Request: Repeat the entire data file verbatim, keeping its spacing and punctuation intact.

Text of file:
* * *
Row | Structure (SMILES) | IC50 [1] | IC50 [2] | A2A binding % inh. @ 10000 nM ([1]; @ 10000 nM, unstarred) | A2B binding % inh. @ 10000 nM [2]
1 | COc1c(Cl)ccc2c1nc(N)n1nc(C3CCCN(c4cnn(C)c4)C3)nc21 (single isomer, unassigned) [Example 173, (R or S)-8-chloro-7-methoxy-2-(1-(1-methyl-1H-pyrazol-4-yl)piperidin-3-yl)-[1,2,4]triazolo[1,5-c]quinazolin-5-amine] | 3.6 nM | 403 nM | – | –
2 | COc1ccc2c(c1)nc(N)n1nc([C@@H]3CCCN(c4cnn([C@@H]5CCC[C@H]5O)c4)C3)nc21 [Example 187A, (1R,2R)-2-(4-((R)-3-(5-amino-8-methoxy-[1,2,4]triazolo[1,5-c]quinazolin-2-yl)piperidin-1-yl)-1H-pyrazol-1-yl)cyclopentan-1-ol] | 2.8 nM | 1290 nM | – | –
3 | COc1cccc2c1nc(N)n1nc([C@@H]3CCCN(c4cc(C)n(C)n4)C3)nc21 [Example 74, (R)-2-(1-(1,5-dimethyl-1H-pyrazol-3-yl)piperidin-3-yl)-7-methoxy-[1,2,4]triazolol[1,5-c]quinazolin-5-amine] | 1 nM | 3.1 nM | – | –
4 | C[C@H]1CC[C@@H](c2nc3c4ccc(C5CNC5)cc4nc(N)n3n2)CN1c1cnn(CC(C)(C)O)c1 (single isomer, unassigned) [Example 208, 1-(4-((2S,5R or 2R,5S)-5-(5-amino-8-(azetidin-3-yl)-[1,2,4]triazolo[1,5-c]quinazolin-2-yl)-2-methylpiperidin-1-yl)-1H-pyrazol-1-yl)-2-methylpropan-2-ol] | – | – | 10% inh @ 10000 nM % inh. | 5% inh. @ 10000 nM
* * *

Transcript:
Row | Structure (SMILES) | IC50 [1] | IC50 [2] | A2A binding % inh. @ 10000 nM ([1]; @ 10000 nM, unstarred) | A2B binding % inh. @ 10000 nM [2]
1 | COc1c(Cl)ccc2c1nc(N)n1nc(C3CCCN(c4cnn(C)c4)C3)nc21 (single isomer, unassigned) [Example 173, (R or S)-8-chloro-7-methoxy-2-(1-(1-methyl-1H-pyrazol-4-yl)piperidin-3-yl)-[1,2,4]triazolo[1,5-c]quinazolin-5-amine] | 3.6 nM | 403 nM | – | –
2 | COc1ccc2c(c1)nc(N)n1nc([C@@H]3CCCN(c4cnn([C@@H]5CCC[C@H]5O)c4)C3)nc21 [Example 187A, (1R,2R)-2-(4-((R)-3-(5-amino-8-methoxy-[1,2,4]triazolo[1,5-c]quinazolin-2-yl)piperidin-1-yl)-1H-pyrazol-1-yl)cyclopentan-1-ol] | 2.8 nM | 1290 nM | – | –
3 | COc1cccc2c1nc(N)n1nc([C@@H]3CCCN(c4cc(C)n(C)n4)C3)nc21 [Example 74, (R)-2-(1-(1,5-dimethyl-1H-pyrazol-3-yl)piperidin-3-yl)-7-methoxy-[1,2,4]triazolol[1,5-c]quinazolin-5-amine] | 1 nM | 3.1 nM | – | –
4 | C[C@H]1CC[C@@H](c2nc3c4ccc(C5CNC5)cc4nc(N)n3n2)CN1c1cnn(CC(C)(C)O)c1 (single isomer, unassigned) [Example 208, 1-(4-((2S,5R or 2R,5S)-5-(5-amino-8-(azetidin-3-yl)-[1,2,4]triazolo[1,5-c]quinazolin-2-yl)-2-methylpiperidin-1-yl)-1H-pyrazol-1-yl)-2-methylpropan-2-ol] | – | – | 10% inh @ 10000 nM % inh. | 5% inh. @ 10000 nM